A very good source of information about an ancestor can be the civil record certificates that they leave behind – birth, marriage or death (BMD) certificates. These can be obtained by contacting the government office for wherever said person was born/married/died, either in person or by mail, electronically, by phone, etc.
The state of Minnesota is lucky to have the Minnesota Historical Society (MNHS), who offer a range of services for a very reasonable fee. I used Ancestry.com‘s Social Security Death Index (SSDI) to find out that there were two Koszlaks who died in Minnesota, then used the MNHS’s online form to order (Uncertified) death certificates for both Harry (Hawrylo) Kosslak and Mary (Maria) Faduck, my great-great grandfather Daniel (Danylo)’s siblings($9.00 USD a piece).
Though I always love to add visuals to my blog posts, I won’t post the actual certificates due to their detailed, personal nature, but I will write about the highlights of their information from a genealogical standpoint.
Harry Kosslak, husband of Maria Lewko died April 16, 1954 in Minneapolis at age 68. His death certificate is fairly vague in the areas I had hoped to find more information – his birthplace is listed as unknown, his mother unknown, his father listed only by his surname: Kosslak. He is buried in St. Mary’s Cemetery in Minneapolis, one of the city’s oldest cemeteries. He lived at 4644 Knox Ave. N in Minneapolis at the time of his death.
Mary Faduck (nee Koshlak), widow of George Faduck died more recently than her brother Harry on October 9, 1981. Her certificate is clearer and more concise – Her birthplace is listed as “Galecia”, her country of origin “Austria Hungary”. She was also buried in St. Mary’s cemetery, and lived at 4648 Knox Ave N (possibly even the house right beside her brother’s, depending on how the numbering goes on that street!). But most importantly, Mary’s parent’s names are recorded: Prokov Koshlak and Christine Finko.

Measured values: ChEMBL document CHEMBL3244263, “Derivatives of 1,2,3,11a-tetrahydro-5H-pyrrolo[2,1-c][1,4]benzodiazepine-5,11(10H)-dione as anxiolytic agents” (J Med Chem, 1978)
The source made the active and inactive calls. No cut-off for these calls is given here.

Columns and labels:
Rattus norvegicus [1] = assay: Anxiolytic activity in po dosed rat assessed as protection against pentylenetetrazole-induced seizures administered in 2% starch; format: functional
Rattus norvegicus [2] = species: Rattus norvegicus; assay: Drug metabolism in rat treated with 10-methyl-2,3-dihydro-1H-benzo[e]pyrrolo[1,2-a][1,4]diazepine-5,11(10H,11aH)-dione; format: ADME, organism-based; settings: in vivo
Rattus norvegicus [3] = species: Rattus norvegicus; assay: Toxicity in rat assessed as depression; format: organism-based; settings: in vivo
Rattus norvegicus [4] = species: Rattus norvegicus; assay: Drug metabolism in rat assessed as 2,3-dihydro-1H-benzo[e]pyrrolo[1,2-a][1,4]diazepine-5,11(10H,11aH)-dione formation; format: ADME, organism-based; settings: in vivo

In Harry’s passenger manifest from the SS Kaiserin Victoria, he lists his father as “Prokop Koszlak” from Novosilka, strengthening my belief that Prokop is my great-great-great grandfather’s name. Christine Finko, however, likely spelled her name “Krystina Fink”.
Harry is the oldest Koszlak child that I know of and can prove, born in 1888 and Mary is the youngest, born in 1895. This suggests that Prokop and Krystina were probably married somewhere between 1873 and 1887 (my guess is closer to the 1887 range) and were likely born between 1855 and 1870. You can guess that based around the fact that Krystina probably did not give birth to children younger than 18 years of age, or older than 40, and that given that they were devout Greek Catholics, they were married at least 9 months before any children were born.
So, for $18.00 USD, I discovered that my great-great-great grandparents were Prokop Koszlak and Krystina Fink, both born between 1855 and 1870 and married between 1873 and 1887 in Novosilka, Pidhaitsi, Ternopil’, Ukraine.
P.S. In Danylo’s passenger manifest when he first came to North America, he states that he is going to visit his brother Jakiv Koszlak in Minneapolis. Sometimes in those days people fudged some details of family relations and whatnot in order to gain access to North America, so I keep that in mind. Not only that, but Ukrainians are known for referring to their first cousins as brothers and sisters. Jakiv was born in 1876. Neither Harry/Hawrylo or Jakiv/Jakob are mentioned in Daniel/Danylo’s obituary (perhaps because they were both already passed away?), and I have not been able to find any further information about Jakiv. Maybe he returned to Ukraine. As of now, the only solid, 100%-for-sure sibling of Danylo’s I can link to with actual records is Mary. I’ll include Harry as well, seeing as his father is also listed as Prokop from Novosilka in his passenger manifest and numerous other hints and clues, but for now I will exclude Jakiv until can find more proof that he is indeed related.